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Building Bridges by Cheryl Dizon-ReynanteTwo families under one roof

By Cheryl Dizon-Reynante

A year ago, Jimmy was looking forward to the arrival of his brother Michael from the Philippines. Under the Manitoba Provincial Nominee Program, he supported his brother’s application and the entire family was overjoyed that Michael would have the opportunity to come to Canada.

Jimmy, his wife Melanie and the three children welcomed Michael into their home. During the first few months, Jimmy took great care in showing his brother around the city – where the extended family lived, where to shop, where his workplace would be, and the most convenient bus routes. He helped him to apply for a provincial health card, find a doctor and most importantly, assisted Michael in finding a job.

Things went well for the first little while until Jimmy and Melanie began to notice little things such as Michael not tidying up as much as he used to in the beginning. Dishes were left in the sink and clothes were randomly strewn around the house. During the winter months, Michael did not assist with the snow shovelling.

To Michael, he felt like a bit of an outsider and did not want to intrude. He was having a hard time adjusting to his new job. He found himself feeling more and more stressed and by the time he got home in the evening, he just wanted to eat, relax and go to bed. He was homesick and missed his wife Linda and his kids back home. Jimmy and Melanie never said anything, but they were starting to feel increasingly resentful towards Michael.

Months later, Michael brought his own family to Canada, and he, Linda and the two kids lived in the basement level of the home. In the beginning, both couples and the kids were happy with the arrangement. But it wasn’t long before Melanie began to feel resentful that she was doing most of the cooking for the entire family. Jimmy noticed that Michael and Linda rarely offered to help pay for groceries. Although he knew they didn’t have much money, he would have appreciated an offer. It didn’t help that he knew Michael and Linda sent money back home to the Philippines to her parents.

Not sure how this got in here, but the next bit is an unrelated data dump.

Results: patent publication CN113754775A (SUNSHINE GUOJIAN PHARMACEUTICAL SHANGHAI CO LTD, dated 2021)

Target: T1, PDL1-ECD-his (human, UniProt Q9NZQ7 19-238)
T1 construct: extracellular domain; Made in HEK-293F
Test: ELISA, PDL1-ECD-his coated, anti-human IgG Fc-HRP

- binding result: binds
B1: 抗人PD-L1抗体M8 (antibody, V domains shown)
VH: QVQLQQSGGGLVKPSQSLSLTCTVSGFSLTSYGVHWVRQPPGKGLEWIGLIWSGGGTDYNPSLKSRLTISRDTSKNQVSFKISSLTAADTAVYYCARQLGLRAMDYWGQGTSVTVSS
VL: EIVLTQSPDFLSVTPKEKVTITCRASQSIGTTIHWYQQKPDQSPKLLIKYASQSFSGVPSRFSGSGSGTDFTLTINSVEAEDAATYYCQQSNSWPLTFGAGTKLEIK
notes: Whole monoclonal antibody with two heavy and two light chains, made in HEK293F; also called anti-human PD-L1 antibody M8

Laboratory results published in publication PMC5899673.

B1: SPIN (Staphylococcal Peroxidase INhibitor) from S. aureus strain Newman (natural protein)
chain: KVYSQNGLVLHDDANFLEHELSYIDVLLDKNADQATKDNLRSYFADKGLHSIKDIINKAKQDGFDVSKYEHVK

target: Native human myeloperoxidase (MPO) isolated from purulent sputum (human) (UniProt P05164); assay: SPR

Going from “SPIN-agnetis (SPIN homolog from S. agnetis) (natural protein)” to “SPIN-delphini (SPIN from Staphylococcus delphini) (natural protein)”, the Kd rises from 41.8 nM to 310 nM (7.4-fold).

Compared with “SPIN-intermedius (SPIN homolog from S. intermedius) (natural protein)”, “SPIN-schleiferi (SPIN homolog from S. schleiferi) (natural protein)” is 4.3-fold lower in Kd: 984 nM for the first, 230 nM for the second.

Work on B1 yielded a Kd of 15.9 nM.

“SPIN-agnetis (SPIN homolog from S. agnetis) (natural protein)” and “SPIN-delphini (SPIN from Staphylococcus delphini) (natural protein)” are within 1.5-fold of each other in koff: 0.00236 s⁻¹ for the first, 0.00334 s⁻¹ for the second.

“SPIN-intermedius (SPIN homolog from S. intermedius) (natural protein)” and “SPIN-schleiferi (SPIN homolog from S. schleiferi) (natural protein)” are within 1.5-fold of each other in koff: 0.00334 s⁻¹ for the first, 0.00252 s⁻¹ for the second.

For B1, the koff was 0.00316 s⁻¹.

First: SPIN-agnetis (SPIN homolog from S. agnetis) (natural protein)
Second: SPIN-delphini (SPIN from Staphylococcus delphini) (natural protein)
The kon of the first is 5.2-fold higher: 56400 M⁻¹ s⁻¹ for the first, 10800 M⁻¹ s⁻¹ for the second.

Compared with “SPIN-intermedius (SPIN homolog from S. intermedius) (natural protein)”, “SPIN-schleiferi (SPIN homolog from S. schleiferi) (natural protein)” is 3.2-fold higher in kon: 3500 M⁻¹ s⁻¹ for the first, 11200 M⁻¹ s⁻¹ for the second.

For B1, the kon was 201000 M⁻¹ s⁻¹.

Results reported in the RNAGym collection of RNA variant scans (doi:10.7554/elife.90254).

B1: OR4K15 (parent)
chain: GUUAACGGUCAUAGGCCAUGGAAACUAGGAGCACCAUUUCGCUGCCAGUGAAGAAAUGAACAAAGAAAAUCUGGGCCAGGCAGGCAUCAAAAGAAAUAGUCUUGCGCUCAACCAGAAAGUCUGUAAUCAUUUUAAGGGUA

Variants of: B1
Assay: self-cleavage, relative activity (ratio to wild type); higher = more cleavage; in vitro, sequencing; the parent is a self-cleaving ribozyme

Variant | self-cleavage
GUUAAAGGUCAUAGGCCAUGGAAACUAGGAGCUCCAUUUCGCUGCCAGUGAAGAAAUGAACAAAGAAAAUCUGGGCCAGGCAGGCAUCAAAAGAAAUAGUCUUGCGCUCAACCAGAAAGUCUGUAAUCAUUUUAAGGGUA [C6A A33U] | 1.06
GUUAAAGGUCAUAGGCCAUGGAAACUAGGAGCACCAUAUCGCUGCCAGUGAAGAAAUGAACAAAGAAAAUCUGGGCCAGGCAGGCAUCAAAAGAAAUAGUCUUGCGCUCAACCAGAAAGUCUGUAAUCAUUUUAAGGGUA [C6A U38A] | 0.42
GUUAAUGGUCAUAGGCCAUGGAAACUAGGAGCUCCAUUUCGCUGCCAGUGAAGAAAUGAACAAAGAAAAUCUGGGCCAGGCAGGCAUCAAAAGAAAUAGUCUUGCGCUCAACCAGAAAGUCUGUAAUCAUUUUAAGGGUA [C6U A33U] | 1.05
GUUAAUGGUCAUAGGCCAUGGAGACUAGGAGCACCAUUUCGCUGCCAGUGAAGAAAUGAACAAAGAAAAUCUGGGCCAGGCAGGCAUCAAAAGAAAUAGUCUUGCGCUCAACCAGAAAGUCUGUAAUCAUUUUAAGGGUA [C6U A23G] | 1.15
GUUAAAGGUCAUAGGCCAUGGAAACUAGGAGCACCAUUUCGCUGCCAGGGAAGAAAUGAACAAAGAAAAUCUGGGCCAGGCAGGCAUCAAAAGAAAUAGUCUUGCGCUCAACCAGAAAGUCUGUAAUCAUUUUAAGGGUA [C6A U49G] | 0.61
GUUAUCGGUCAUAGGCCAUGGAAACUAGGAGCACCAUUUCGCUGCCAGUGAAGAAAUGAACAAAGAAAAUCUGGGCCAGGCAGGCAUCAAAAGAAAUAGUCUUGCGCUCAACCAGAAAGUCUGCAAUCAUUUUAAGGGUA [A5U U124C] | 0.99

The children in the home would often fight over toys and the television. Jimmy and Melanie felt that these belonged to their own children and should get priority. Michael and Linda felt that the other kids should share their belongings as they had grown up more privileged. Jimmy found himself scolding his niece and nephew more and more. As a result, Michael was frustrated that his brother was interfering with his parenting. After all, he had always been loving toward Jimmy’s children and left the disciplining to their parents.

Then one day, Jimmy scolded his nephew for not cleaning up after himself. Michael was again upset that his brother took it upon himself to be the discipliner and he yelled at him to mind his own business. An argument started which led to Michael storming out. Jimmy and Michael did not speak to each other for weeks, which led to Michael moving his family out of the home. Years later, the brothers and two families are estranged and no longer see each other.